Archive for the 'LGBT rights' Category

The State of LGBT Rights Abroad

The State of LGBT Rights Abroad

The three-month-late State Department release of the 2014 country human rights reports on June 25 passed largely under the radar. We’ll leave aside the obvious question as to why the Department, and Congress, allowed this mandated report to slide so far down the calendar. The substance of the report, after all, deserves note.

As in previous years, the newly released reports document a continued lack of respect for the lives, livelihoods and rights of LGBT people around the world:

  • Laws criminalizing LGBT relations and relationships exist in every corner of the globe, from Kuwait to Singapore and from Turkmenistan to Zambia; anti-discrimination protections exclude LGBT people from the Czech Republic to Egypt and from Pakistan to the Philippines.
  • In countries as wide-ranging as Algeria, the Dominican Republic, Indonesia and Sierra Leone, LGBT populations face barriers to critical health service needs.
  • Media – even including government outlets – have engaged in anti-gay public messaging from Armenia to Angola and from Georgia to Mongolia and Singapore.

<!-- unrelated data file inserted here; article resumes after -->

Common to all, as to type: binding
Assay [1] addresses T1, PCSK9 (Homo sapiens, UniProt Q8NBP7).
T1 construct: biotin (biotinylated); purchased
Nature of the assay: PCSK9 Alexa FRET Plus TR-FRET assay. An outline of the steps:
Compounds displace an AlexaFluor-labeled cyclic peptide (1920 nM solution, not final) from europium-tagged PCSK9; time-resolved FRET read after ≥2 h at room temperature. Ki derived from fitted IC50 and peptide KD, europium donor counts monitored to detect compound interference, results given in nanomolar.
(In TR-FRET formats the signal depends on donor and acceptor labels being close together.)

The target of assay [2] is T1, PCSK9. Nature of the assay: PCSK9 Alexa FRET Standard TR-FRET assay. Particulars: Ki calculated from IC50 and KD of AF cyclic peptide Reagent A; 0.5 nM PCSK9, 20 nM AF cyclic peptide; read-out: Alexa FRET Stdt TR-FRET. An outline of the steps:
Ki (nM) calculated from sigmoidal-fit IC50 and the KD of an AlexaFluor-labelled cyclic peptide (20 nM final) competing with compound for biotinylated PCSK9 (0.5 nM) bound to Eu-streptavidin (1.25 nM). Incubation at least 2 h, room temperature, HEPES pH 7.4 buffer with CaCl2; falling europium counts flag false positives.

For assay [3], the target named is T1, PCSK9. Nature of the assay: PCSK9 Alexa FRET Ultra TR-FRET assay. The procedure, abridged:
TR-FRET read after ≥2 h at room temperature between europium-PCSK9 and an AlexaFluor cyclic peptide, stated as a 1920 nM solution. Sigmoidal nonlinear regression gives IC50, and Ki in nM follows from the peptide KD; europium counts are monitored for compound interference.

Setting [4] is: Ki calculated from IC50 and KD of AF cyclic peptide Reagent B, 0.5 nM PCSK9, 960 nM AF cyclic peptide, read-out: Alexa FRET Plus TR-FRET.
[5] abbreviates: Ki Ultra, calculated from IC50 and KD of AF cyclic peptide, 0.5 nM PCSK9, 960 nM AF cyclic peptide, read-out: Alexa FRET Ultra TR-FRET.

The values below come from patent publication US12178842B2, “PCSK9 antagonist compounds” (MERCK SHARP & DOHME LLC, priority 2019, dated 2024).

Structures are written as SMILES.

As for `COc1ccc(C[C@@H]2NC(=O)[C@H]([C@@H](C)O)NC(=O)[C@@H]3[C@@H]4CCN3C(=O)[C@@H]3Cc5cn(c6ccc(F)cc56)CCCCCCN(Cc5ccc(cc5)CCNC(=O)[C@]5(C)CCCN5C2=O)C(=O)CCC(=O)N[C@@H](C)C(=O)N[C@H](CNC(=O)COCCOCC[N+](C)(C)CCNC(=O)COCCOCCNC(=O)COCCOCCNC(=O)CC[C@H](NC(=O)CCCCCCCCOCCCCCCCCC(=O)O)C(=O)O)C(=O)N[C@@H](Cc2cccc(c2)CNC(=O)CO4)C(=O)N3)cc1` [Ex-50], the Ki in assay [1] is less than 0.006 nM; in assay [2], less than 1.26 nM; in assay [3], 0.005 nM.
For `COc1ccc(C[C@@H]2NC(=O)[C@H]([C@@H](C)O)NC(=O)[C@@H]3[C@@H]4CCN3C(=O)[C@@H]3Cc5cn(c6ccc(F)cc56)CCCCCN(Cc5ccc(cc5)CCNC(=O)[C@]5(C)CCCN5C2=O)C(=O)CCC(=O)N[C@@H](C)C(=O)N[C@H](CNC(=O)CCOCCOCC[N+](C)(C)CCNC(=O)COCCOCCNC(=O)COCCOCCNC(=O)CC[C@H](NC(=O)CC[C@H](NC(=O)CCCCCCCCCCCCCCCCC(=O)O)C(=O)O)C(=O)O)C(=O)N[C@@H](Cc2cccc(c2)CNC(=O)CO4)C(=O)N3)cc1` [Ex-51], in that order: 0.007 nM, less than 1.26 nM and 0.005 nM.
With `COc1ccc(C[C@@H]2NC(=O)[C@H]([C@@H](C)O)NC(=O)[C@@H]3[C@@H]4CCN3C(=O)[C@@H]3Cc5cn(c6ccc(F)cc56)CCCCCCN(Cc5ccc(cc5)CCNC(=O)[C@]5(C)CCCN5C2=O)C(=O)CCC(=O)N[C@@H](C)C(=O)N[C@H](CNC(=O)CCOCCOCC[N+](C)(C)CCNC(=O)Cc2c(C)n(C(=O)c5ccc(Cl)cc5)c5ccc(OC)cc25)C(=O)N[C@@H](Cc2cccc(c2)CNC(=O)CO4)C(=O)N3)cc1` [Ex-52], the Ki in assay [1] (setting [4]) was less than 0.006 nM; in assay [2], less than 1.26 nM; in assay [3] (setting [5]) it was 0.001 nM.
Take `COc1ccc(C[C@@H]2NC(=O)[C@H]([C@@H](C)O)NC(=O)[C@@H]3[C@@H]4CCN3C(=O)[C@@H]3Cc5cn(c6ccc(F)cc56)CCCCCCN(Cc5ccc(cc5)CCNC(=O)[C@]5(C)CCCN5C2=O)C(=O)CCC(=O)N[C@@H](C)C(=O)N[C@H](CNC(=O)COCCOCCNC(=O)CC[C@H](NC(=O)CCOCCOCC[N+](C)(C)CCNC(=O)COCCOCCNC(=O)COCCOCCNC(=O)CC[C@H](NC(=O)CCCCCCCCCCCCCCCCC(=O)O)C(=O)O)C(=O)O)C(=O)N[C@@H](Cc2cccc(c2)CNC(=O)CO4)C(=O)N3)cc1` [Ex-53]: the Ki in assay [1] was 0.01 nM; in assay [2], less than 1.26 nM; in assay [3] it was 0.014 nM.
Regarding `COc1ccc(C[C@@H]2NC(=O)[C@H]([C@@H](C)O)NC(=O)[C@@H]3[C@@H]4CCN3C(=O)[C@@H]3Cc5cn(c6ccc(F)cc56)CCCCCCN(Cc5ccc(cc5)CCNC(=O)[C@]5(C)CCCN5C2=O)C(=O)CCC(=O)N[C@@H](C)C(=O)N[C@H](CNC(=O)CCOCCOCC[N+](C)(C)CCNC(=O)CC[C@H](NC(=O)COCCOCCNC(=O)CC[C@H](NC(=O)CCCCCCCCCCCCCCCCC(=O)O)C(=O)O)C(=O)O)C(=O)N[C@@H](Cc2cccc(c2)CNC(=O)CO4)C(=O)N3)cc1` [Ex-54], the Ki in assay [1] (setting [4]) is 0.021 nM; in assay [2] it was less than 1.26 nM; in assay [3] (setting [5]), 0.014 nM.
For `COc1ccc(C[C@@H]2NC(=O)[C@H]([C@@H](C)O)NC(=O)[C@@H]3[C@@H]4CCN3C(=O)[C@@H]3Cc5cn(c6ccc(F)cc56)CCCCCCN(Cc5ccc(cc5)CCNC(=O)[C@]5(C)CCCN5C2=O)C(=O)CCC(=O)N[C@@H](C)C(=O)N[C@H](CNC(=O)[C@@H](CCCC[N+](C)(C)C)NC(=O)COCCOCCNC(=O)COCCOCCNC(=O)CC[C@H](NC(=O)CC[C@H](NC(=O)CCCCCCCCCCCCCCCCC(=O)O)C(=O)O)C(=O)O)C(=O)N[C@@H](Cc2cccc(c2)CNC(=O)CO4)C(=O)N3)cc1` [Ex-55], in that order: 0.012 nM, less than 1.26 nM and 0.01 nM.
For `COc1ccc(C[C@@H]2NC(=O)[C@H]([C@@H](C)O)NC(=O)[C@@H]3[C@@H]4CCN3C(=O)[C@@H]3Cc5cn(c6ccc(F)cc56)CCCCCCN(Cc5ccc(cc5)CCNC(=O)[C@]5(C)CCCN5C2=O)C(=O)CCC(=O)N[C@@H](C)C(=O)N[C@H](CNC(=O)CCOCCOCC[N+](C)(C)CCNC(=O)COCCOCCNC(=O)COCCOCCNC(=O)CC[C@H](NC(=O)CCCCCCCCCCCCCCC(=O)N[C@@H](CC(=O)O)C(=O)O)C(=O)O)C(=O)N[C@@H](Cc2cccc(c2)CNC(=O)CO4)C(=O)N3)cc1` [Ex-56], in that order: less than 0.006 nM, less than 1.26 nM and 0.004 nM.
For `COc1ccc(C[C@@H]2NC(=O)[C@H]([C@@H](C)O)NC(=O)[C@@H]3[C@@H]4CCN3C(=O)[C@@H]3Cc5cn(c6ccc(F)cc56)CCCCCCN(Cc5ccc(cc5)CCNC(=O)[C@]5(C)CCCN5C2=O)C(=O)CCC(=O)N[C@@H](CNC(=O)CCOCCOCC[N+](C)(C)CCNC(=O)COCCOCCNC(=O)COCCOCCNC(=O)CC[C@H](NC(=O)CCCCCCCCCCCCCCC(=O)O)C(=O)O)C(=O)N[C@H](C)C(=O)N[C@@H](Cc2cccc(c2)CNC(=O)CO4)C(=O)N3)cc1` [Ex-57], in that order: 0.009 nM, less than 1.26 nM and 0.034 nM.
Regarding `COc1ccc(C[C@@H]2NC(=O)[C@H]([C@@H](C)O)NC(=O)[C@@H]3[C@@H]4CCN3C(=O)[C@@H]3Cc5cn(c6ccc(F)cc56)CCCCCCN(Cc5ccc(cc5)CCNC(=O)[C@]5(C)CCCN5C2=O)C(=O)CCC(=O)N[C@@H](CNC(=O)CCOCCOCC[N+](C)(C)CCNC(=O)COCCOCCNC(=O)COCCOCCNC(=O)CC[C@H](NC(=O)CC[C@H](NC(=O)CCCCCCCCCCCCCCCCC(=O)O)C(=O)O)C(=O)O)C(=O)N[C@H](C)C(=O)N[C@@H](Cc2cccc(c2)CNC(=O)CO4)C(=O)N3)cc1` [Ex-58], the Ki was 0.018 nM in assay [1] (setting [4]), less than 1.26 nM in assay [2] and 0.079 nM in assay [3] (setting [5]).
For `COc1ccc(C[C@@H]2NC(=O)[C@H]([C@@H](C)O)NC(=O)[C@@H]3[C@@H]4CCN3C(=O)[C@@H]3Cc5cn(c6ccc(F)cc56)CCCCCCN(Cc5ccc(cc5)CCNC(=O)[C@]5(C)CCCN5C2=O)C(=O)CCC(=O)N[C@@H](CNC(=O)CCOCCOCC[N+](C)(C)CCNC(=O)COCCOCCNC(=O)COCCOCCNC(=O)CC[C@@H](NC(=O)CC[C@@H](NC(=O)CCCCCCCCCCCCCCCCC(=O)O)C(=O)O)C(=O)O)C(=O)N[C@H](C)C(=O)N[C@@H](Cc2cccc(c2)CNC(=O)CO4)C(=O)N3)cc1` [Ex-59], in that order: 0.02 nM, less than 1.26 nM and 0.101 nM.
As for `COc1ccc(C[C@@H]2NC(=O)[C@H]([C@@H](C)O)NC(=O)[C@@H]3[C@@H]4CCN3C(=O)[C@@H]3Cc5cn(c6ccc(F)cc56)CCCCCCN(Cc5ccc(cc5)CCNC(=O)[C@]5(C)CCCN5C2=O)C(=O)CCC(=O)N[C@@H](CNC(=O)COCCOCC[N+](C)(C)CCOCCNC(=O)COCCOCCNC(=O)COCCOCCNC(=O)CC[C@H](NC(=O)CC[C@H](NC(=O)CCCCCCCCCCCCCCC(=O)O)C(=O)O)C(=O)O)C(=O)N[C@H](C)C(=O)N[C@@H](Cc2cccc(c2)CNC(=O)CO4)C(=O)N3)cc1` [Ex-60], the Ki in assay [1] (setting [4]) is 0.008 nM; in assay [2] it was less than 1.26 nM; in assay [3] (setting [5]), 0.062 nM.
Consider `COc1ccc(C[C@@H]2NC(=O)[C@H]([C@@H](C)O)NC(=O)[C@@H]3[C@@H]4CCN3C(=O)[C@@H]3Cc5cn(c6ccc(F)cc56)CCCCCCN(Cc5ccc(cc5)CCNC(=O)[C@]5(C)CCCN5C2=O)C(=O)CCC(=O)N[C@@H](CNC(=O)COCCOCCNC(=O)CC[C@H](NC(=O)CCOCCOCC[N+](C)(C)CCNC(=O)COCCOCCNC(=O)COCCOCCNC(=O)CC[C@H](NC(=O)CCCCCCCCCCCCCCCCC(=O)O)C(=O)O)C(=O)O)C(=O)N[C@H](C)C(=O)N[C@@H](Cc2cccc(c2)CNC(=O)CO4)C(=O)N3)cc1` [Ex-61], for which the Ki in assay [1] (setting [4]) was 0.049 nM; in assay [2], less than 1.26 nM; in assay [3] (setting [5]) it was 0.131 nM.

• LGBT organizations have been denied registration in Botswana, Bulgaria, and Afghanistan, and in many more countries it would be unthinkable to attempt to register such an organization.
  • Transgender people lack protections or find it difficult, if not impossible, to change their identity documents in countries ranging from Ecuador to Cyprus, from Tajikistan to Vietnam and even in countries such as Thailand and the Philippines, with increasingly strong and visible transgender rights movements; many more countries require unwanted medical procedures or forced sterilization before a person can access appropriate identity documents, including countries ranging from Belgium to Iran.
  • And, like in our own country, there is ample evidence that LGBT people too often are denied employment, education and housing opportunities or are subjected to inhumane and coercive medical practices and so-called “conversion therapies.”

These cases, of course, are in addition to the well-known and –documented homophobia of countries like Russia, Uganda and much of the Arab world.

The most egregious violations documented in the reports center on bias-motivated crimes and abuse – committed far too often, and with impunity, by government authorities. Many reports describe national police as subjecting LGBT people to arbitrary arrest or extortion, or even of being complicit in LGBT-directed hate violence. In dozens of countries, the reports describe police and other government authorities as having turned a blind eye to LGBT hate crimes, failing either to protect against or to prosecute those crimes.